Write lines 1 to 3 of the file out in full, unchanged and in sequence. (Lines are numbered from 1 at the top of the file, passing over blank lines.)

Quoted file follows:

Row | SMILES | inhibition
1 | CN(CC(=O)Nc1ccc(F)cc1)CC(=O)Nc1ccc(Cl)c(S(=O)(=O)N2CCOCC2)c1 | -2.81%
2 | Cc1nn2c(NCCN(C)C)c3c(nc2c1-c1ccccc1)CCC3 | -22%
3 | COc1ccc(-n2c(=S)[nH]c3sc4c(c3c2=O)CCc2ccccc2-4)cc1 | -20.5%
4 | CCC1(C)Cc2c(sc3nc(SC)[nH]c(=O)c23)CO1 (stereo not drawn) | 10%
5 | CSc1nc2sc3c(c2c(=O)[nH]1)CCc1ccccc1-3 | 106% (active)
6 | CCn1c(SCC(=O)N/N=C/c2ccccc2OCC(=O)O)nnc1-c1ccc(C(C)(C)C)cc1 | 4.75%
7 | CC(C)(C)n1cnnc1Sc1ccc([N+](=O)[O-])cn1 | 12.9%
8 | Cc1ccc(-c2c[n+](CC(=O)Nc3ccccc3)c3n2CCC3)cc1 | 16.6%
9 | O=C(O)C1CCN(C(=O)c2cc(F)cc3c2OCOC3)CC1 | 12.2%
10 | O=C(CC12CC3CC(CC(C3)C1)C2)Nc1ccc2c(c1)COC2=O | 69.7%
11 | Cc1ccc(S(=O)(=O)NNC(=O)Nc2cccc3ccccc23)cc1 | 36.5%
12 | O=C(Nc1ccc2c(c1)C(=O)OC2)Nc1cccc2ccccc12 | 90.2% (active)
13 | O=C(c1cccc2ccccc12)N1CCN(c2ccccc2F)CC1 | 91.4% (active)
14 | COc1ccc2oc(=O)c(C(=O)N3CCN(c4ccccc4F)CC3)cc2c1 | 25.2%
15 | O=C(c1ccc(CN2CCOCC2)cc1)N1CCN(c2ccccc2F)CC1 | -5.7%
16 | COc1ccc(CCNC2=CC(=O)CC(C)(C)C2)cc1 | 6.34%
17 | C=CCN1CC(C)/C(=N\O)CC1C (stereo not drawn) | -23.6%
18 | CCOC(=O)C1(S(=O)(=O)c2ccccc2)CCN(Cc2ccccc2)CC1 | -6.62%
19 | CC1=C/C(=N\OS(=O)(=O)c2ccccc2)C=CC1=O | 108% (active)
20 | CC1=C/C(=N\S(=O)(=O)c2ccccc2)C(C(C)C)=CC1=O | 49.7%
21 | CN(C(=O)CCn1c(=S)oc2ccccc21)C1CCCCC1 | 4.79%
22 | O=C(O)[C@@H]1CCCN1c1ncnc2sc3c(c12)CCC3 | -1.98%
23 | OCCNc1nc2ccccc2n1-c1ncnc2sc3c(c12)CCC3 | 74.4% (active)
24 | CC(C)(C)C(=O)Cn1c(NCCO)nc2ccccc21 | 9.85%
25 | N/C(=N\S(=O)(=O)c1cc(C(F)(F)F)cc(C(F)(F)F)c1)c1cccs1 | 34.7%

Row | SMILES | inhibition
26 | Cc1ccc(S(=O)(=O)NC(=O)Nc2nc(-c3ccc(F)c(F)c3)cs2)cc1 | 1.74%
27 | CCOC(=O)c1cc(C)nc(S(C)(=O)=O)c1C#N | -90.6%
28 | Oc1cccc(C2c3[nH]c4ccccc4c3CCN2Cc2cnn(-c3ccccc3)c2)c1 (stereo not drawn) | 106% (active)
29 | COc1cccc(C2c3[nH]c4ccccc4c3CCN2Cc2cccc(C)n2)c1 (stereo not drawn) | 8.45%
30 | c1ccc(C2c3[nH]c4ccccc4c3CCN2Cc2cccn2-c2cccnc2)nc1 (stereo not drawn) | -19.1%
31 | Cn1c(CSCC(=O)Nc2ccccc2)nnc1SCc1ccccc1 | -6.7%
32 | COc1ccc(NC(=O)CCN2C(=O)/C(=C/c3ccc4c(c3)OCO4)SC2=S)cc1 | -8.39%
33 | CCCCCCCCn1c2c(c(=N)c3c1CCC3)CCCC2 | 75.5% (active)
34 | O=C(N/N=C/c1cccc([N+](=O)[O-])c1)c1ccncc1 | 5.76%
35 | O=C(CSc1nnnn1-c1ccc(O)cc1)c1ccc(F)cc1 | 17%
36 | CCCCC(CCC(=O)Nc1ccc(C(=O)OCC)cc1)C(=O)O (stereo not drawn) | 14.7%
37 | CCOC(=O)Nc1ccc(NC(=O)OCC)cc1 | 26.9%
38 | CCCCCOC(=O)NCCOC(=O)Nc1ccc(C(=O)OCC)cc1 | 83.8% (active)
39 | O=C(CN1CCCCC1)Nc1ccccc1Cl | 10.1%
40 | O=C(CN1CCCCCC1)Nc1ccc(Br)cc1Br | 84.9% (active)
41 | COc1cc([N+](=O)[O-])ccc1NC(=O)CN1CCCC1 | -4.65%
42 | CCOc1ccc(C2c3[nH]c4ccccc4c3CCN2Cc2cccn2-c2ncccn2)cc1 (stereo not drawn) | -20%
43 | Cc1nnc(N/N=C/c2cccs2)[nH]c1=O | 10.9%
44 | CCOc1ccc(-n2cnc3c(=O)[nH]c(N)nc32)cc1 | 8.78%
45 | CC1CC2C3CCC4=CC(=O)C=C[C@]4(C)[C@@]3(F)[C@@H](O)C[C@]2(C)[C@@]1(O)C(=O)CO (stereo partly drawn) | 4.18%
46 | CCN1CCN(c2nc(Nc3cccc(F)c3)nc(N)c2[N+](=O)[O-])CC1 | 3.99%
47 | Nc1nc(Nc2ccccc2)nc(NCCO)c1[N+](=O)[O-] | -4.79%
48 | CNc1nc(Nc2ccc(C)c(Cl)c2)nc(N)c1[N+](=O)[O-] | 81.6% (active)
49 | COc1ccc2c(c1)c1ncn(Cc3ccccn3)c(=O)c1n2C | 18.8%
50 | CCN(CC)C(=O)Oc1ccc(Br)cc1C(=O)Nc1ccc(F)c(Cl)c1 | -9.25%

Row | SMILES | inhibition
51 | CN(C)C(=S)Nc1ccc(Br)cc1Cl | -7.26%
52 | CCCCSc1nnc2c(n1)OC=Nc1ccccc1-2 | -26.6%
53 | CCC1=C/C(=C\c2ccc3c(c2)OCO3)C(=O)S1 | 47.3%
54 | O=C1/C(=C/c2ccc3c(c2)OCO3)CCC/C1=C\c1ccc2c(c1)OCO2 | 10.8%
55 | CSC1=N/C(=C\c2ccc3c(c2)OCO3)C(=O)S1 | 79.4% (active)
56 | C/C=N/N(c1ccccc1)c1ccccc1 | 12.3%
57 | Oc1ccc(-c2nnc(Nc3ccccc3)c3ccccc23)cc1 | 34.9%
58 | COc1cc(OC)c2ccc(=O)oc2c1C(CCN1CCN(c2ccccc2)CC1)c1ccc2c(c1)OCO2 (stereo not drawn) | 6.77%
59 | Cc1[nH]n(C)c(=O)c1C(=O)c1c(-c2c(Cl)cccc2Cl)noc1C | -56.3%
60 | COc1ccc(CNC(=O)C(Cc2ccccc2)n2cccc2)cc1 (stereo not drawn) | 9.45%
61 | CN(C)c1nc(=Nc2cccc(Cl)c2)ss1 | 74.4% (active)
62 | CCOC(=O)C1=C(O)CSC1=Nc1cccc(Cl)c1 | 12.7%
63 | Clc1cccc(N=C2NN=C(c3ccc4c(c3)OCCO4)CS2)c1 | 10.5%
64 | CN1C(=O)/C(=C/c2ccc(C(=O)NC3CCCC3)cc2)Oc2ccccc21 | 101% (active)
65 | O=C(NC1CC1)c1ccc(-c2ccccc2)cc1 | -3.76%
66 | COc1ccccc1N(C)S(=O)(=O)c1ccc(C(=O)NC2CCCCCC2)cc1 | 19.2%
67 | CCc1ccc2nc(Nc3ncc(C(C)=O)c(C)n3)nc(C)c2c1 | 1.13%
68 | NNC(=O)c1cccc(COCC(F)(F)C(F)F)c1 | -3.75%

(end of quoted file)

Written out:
Row | SMILES | inhibition
1 | CN(CC(=O)Nc1ccc(F)cc1)CC(=O)Nc1ccc(Cl)c(S(=O)(=O)N2CCOCC2)c1 | -2.81%
2 | Cc1nn2c(NCCN(C)C)c3c(nc2c1-c1ccccc1)CCC3 | -22%